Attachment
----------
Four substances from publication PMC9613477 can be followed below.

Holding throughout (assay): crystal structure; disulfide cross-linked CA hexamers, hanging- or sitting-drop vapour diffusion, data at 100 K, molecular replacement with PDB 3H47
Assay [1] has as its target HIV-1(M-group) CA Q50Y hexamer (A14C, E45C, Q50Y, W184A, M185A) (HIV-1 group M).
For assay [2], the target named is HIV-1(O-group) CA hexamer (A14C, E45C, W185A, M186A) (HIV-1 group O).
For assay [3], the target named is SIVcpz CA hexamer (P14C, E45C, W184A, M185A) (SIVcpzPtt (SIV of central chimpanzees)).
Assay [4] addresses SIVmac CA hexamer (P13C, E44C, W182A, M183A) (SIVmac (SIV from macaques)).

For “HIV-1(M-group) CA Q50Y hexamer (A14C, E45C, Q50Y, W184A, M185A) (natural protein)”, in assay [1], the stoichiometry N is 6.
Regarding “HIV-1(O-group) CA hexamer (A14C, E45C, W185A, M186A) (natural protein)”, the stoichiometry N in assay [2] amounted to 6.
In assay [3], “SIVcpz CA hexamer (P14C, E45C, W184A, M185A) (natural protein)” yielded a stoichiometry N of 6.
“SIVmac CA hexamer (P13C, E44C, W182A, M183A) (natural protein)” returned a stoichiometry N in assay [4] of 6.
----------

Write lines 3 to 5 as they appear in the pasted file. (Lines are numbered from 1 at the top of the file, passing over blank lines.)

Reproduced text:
Assay [1] has as its target HIV-1(M-group) CA Q50Y hexamer (A14C, E45C, Q50Y, W184A, M185A) (HIV-1 group M).
For assay [2], the target named is HIV-1(O-group) CA hexamer (A14C, E45C, W185A, M186A) (HIV-1 group O).
For assay [3], the target named is SIVcpz CA hexamer (P14C, E45C, W184A, M185A) (SIVcpzPtt (SIV of central chimpanzees)).